Like their previously insured counterparts, most newly insured adults choose their site of care based on convenience or providers, rather than affordability or lack of options. In the past, many uninsured adults reported that they chose their usual source of care because it was affordable, a pattern that is also seen among adults who were uninsured in 2014. In contrast, adults who gained coverage in 2014 were more likely to say they chose their usual source of care because it was convenient (38%), and many chose it because the provider they prefer to see is there (30%) (Figure 12). They were also more likely than the uninsured to choose their site of care because it has a good reputation. Previously insured adults were more likely than newly insured to choose their usual source of care because their preferred provider is there. These differences may indicate that the previously insured adults have stronger ties to their providers, having been linked to care for a longer period of time.
Mirroring patterns of being linked to care, newly insured adults are more likely than their uninsured counterparts to have used medical services or received preventive care. Overall, nearly two-thirds (64%) of adults who gained coverage in 2014 said they used at least one medical service since gaining their coverage, and nearly half (47%) had received a preventive visit or check-up (Figure 13). These rates were significantly higher than those for the uninsured in 2014 but were lower than the previously insured reported for 2014. These patterns are not unexpected given the large body of research showing that people with insurance coverage are more likely than those without to use care, including preventive care. The differences between the newly insured and previously insured partially reflect the shorter period of time that the newly insured had their coverage, since most people’s coverage started at least several months into 2014. Analysis of the type of care received (not shown) indicates that differences exist for outpatient services (well-care or sick care) and mental health services but not for hospital-based services, including emergency care, indicating that patterns differ for discretionary versus emergent or high-acuity services. Within the newly insured, adults with employer coverage were less likely than those with Medicaid to have used medical services since gaining coverage, and they were less likely than either Medicaid or Marketplace enrollees to have received a preventive visit since gaining coverage.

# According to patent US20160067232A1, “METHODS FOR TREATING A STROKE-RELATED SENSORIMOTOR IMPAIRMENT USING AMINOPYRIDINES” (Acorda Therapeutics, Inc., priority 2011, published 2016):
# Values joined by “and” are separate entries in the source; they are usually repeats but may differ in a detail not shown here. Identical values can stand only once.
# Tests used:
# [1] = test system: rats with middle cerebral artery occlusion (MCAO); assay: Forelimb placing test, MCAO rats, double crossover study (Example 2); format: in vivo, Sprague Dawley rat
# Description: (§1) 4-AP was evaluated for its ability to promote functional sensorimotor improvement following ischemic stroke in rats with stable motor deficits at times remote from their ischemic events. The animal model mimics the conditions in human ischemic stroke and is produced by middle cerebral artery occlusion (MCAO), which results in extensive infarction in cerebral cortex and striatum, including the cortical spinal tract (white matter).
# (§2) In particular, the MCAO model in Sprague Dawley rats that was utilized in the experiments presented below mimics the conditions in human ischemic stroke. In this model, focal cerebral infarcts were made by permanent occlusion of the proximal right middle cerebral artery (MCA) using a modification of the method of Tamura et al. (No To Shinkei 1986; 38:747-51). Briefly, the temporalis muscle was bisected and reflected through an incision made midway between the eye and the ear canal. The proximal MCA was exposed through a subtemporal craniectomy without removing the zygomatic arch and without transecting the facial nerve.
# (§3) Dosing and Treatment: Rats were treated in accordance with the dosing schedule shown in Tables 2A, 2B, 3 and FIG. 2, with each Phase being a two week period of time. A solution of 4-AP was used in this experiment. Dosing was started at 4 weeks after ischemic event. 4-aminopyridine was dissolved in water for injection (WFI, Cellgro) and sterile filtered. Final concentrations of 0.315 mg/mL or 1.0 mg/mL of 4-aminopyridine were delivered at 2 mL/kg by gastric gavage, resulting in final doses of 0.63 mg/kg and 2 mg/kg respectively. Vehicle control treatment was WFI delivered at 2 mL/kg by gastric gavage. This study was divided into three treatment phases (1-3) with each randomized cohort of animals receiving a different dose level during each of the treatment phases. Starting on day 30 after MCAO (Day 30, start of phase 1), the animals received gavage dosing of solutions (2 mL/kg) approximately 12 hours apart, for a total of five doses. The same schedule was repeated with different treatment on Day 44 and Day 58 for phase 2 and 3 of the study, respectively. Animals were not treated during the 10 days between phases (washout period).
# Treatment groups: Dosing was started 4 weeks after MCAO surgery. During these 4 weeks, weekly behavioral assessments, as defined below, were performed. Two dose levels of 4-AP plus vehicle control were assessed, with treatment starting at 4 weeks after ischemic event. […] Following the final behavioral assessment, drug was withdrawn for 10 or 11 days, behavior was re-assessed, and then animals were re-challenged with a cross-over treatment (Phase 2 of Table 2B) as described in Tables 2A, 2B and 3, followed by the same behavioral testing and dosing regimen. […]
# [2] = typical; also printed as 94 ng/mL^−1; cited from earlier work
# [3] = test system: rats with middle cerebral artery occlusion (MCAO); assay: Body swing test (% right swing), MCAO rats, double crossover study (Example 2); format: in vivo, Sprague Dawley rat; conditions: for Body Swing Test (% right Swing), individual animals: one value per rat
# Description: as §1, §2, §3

Newly insured adults were less likely than uninsured adults to never receive needed care or face serious consequences of postponing care. While there were no significant differences between coverage groups in the share who postponed care, newly insured adults were significantly less likely than uninsured adults to say they never got the care they needed (22% versus 32%) (Figure 14). They were also less likely to report that postponing care led to a condition worsening or serious stress (there was no significant difference in the share who said postponing care led to time away from work or school). Still, the newly insured were more likely than the previously insured to report problems postponing and never receiving needed care, reflecting some unmet need among those who gained coverage in 2014.
Unmet need could be related to several factors, including difficulty finding a provider, problems navigating the health system and health insurance networks, misunderstanding about how to use coverage and when to seek care, or concerns about out-of-pocket costs. When asked why they postponed care, newly insured adults were less likely than uninsured adults to say cost was a factor (21% versus 34%), but they were more likely than previously insured adults (15%) to say cost was a factor (Figure 15). While Medicaid enrollees pay no or nominal cost-sharing, adults with Marketplace coverage may face out-of-pocket costs, particularly if they do not choose a silver plan (cost sharing subsidies for people with incomes below 250% of poverty are only available if they choose a silver plan).6 In addition, as discussed earlier in this brief, newly insured adults have lower incomes than previously insured adults, which means cost-sharing may pose a bigger burden for them. When asked whether being able to get to the provider when it was open or difficulty traveling to the provider were factors, there were no significant differences in the shares of uninsured, newly insured, and previously uninsured adults who said these things caused them to postpone care.